As the Tenth Amendment of the constitution reads now, “The powers not delegated to the United States by the Constitution, nor prohibited by it to the States, are reserved to the States respectively, or to the people.” 


The Constitution does not specifically delegate to the United States (the federal government) the power of education.  The power of education is reserved to the States or to the people.


The federal government has the constitutional authority to spend money and so it spends money for education by granting the money to the states if the states, in turn, adopt state laws that mirror the federal laws.  That’s how all of our current federal “education” laws are adopted constitutionally.


Right now, the states are not required to adopt any law that mirrors a federal law.  The states can refuse the money and educate children in any way they so choose.  Most states have accepted the money and therefore, become required to do as the federal government desires.  The point is, now our individual states still have the right to say no to the federal government.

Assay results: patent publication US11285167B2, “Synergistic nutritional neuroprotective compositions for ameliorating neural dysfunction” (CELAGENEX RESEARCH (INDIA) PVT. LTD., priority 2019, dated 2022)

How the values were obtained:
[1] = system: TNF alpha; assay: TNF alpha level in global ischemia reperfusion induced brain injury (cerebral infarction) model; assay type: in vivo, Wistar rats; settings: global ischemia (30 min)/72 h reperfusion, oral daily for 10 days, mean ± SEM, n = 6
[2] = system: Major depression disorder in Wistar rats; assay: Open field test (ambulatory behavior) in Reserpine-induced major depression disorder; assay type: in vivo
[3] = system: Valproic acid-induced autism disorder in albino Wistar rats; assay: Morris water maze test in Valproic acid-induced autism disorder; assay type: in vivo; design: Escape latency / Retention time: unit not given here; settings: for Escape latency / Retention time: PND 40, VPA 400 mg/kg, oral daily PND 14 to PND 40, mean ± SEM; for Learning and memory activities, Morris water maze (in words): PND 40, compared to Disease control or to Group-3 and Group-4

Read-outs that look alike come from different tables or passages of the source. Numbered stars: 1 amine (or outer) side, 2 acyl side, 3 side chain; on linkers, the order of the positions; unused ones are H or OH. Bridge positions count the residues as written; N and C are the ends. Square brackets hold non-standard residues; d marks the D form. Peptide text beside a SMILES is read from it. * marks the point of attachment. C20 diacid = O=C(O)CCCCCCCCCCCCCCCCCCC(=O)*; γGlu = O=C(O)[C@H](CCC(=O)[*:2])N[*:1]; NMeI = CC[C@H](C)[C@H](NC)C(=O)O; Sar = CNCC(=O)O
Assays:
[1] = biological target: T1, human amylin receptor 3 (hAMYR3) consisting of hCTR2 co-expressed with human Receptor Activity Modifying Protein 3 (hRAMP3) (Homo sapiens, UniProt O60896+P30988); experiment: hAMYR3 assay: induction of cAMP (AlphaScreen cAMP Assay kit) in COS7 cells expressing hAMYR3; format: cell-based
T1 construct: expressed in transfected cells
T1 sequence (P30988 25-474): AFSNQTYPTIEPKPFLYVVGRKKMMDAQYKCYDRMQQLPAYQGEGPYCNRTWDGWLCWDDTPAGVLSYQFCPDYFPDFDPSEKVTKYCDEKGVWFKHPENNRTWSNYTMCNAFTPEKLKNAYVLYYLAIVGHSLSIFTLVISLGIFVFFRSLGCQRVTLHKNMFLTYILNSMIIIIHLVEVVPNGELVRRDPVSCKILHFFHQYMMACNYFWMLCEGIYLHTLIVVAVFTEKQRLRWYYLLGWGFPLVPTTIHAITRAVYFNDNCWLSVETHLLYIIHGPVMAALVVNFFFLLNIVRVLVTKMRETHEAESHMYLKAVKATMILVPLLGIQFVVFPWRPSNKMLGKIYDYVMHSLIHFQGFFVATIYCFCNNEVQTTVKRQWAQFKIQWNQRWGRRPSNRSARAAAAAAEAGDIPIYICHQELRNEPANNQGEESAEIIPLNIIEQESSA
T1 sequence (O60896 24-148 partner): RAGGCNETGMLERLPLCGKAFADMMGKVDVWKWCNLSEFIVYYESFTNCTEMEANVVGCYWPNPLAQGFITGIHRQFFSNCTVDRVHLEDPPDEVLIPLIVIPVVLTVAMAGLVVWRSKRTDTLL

That right could cease to exist if H.J. Res. 29 is adopted and ratified.


H.J. Res. 29 amends the Constitution to say: “. All persons shall enjoy the right to a public education of equal high quality.”


While it sounds laudable, the problems are many.


First and foremost, by stating that “all persons shall enjoy the right”, the Constitution would grant a constitutional right to all persons regarding education.

The Constitution would delegate the power of education to the federal government.

How would it do that?  It would do that because the second part of the resolution says: “The Congress shall have power to enforce and implement this article by appropriate legislation.”